RS111666. Silver antoninianus, RIC IV 52, RSC IV 239, Hunter III 17, SRCV III 8974, Choice VF, well centered, weight 3.378 g, maximum diameter 22.8 mm, die axis 30o, Rome mint, 244 - 245 A.D.; obverse IMP M IVL PHILIPPVS AVG, radiate, draped, and cuirassed bust right, seen from behind; reverse VIRTVS AVG (the valor of the Emperor), Virtus standing slightly left, helmeted head left, branch in right hand, inverted spear in left hand, right foot on helmet; ex Leu Numismatik auction 24 (3 Dec 2022), lot 5078 (part of); $100.00 (€94.00)

Antoninus Pius, August 138 - 7 March 161 A.D.

|Antoninus| |Pius|, |Antoninus| |Pius,| |August| |138| |-| |7| |March| |161| |A.D.||denarius|
Annona was the goddess of harvest and her main attribute is grain. This reverse suggests the arrival of grain by sea from the provinces (especially from Africa) and its distribution to the people.
RS111914. Silver denarius, RIC III 260, RSC II 1016, BMCRE IV 883, SRCV II 4128, Hunter II 106, VF, toned, flow lines, slightly off center, small edge cracks, rev. die wear, weight 3.446 g, maximum diameter 17.6 mm, die axis 180o, Rome mint, 156 - 157 A.D.; obverse ANTONINVS AVG PIVS IMP II, laureate head right; reverse TR POT XX COS IIII, Annona standing right, left foot on prow, rudder in right hand, modius overflowing with grain balanced on left knee with left hand; from the Michael Arslan Collection; $100.00 (€94.00)

Julia Mamaea, Augusta 13 March 222 - February or March 235 A.D.

|Julia| |Mamaea|, |Julia| |Mamaea,| |Augusta| |13| |March| |222| |-| |February| |or| |March| |235| |A.D.||denarius|
Many shiny silver denarii looked more like this when found. This coin is attractive as-is and should never be cleaned.
RS112222. Silver denarius, RIC IV 331, RSC III 5, BMCRE VI 917 ff., Hunter IV 9, SRCV II 8207, VF, as found dark toning and highlighting earthen deposits, parts of obv. leg. weak, weight 3.027 g, maximum diameter 19.5 mm, Rome mint, 232 A.D.; obverse IVLIA MAMAEA AVG, draped bust right, wearing stephane, hair in horizontal ridges, looped plait at back of neck; reverse FECVND AVGVSTAE, Fecunditas standing left, extending right hand over small boy standing before her, boy nude and raising arms to her, cornucopia in left hand; $100.00 (€94.00)

Aspendos, Pamphylia, c. 465 - 420 B.C.

|Aspendos|, |Aspendos,| |Pamphylia,| |c.| |465| |-| |420| |B.C.||tetartemorion|
The referenced similar coins are identified as obols and weigh c. 1 gram.
GA112378. Silver tetartemorion, cf. SNGvA 4485 (obol), SNG BnF 14 (same), Waddington 2868 (same), Traité II.2 1547 (same), aVF, off center, double struck, edge split, weight 0.172 g, maximum diameter 6.8 mm, Aspendos (Serik, Turkey) mint, c. 465 - 420 B.C.; obverse amphora, without handles; reverse triskeles within incuse square; this is the only specimen of this type known to FORVM; extremely rare; $100.00 (€94.00)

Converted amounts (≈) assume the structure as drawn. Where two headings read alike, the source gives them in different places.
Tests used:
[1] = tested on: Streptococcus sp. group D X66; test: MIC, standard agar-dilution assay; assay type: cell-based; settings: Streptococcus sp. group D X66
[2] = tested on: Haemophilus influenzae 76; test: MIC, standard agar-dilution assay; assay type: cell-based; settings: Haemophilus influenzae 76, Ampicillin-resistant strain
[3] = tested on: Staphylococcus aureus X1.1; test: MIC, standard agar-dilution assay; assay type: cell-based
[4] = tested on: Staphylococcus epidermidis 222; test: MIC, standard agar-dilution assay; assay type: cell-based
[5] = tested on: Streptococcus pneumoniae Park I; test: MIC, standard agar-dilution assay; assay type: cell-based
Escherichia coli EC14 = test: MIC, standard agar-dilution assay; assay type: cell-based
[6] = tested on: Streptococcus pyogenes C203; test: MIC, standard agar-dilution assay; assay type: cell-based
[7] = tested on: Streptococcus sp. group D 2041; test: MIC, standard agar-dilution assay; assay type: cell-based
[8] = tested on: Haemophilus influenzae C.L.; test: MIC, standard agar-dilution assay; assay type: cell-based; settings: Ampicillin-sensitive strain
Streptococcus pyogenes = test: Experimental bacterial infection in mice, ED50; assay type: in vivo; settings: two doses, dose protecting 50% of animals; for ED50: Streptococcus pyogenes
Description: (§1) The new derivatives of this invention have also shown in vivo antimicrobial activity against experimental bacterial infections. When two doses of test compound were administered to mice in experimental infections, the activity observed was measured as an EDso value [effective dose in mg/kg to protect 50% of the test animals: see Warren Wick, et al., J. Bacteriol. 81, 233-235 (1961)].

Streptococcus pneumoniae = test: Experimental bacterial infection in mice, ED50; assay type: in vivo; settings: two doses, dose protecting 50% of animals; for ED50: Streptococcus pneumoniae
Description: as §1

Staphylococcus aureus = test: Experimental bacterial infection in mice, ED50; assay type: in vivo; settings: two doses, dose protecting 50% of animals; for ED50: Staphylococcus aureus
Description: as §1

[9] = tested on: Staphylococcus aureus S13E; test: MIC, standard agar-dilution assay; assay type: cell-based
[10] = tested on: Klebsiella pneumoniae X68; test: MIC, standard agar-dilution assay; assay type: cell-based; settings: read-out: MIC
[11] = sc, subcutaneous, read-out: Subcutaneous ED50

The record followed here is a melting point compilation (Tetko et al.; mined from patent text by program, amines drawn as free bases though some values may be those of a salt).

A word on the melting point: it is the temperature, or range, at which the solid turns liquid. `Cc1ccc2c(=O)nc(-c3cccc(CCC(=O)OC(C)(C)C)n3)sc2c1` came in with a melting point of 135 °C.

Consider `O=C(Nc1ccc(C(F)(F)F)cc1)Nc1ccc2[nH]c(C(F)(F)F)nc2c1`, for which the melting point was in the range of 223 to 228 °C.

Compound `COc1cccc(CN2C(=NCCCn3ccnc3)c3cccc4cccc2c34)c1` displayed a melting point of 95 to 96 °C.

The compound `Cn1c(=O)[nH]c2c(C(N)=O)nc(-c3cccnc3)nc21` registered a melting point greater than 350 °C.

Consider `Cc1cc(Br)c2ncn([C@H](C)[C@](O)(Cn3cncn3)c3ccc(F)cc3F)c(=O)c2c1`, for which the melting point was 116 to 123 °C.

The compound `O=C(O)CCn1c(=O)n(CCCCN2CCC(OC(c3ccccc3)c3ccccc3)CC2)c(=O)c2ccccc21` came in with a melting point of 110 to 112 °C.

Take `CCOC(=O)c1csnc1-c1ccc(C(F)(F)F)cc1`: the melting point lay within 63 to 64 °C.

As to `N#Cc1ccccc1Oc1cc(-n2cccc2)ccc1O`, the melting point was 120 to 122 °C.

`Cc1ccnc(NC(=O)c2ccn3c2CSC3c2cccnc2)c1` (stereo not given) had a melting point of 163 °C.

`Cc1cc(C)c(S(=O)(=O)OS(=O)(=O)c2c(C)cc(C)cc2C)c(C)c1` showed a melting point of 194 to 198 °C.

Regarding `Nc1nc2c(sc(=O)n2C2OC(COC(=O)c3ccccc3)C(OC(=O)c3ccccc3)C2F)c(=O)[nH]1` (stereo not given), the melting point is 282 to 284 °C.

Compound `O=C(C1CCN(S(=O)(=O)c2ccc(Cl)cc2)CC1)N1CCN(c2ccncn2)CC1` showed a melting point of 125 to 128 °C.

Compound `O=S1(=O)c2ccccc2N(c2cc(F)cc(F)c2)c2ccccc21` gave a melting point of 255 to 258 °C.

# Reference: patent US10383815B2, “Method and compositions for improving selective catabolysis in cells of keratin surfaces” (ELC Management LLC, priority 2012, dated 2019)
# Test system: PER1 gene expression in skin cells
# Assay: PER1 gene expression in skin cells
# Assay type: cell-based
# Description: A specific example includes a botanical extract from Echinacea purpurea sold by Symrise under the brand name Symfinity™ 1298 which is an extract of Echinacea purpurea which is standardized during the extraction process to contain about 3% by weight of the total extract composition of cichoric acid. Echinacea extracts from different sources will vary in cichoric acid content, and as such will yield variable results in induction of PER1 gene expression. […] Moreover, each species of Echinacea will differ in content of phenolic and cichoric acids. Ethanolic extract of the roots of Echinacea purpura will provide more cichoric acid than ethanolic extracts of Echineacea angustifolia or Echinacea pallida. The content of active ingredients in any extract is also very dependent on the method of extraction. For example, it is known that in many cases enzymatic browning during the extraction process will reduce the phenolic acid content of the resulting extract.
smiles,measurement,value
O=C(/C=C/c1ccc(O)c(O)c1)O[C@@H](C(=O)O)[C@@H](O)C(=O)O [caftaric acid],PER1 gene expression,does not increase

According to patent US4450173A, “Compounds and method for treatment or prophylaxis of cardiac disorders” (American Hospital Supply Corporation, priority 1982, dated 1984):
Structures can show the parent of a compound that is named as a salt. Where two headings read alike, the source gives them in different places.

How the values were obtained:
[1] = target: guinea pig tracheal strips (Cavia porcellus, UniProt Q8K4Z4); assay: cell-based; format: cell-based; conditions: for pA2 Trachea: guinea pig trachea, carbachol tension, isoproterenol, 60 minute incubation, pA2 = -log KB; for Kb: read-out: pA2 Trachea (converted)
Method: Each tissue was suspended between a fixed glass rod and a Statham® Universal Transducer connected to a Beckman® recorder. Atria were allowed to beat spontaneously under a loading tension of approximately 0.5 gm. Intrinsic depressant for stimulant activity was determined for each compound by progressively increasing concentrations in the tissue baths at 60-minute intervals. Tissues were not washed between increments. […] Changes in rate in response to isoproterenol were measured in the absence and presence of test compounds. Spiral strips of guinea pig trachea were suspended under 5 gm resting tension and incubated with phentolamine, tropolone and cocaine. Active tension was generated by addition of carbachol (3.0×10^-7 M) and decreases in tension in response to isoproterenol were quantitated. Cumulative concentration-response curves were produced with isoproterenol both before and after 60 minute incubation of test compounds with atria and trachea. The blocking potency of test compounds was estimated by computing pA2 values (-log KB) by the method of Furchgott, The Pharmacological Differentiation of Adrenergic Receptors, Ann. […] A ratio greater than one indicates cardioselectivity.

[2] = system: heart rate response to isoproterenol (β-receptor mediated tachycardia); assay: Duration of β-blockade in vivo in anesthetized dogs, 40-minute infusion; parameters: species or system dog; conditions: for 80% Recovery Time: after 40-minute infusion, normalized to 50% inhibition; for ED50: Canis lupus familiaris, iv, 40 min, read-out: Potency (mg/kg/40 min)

Antoninus Pius, August 138 - 7 March 161 A.D.

|Antoninus| |Pius|, |Antoninus| |Pius,| |August| |138| |-| |7| |March| |161| |A.D.||denarius|
Annona was the goddess of harvest and her main attribute is grain. This reverse suggests the arrival of grain by sea from the provinces (especially from Egypt) and its distribution to the people.
RS112534. Silver denarius, RIC III 239, RSC II 292, Hunter II 97, BMCRE IV 832, Strack 279, cf. SRCV II 4068 (TR P XVII), aVF/F, flow lines, toning, scratches, flan a bit ragged with edge cracks, weight 3.178 g, maximum diameter 18.8 mm, die axis 0o, Rome mint, 154 - 155 A.D.; obverse ANTONINVS AVG PIVS P P TR P XVIII, laureate head right; reverse COS IIII, Annona standing half left, stalks of grain in right hand, left hand rests on modius overflowing with grain set on prow; ex Numismatik Naumann auction 129 (4 Jun 2023), lot 997 (part of); $100.00 (€94.00)

Geta, 209 - c. 26 December 211 A.D.

|Geta|, |Geta,| |209| |-| |c.| |26| |December| |211| |A.D.||denarius|
The estimated worldwide human population was about 257 million in 200 A.D. According to the United Nations, the worldwide human population reached 7 Billion on October 31, 2011.
RS112671. Silver denarius, RSC III 157b; RIC IV 18; BMCRE V p. 198, 234; Hunter III p. 70, 10; SRCV II 7196, Choice aVF, well centered, toned, flow lines, edge cracks, weight 3.188 g, maximum diameter 19.2 mm, die axis 180o, Rome mint, as caesar, c. 200 A.D.; obverse P SEPT GETA CAES PONT, boy's bare-headed and draped bust right, no cuirass; reverse PRINC IVVENTVTIS (Prince of Youth), Geta standing left, baton in right hand, scepter in left hand, trophy of captured arms behind; from the Collection of Dr. Jüregen Buschek; $100.00 (€94.00)



Catalog current as of Monday, December 4, 2023.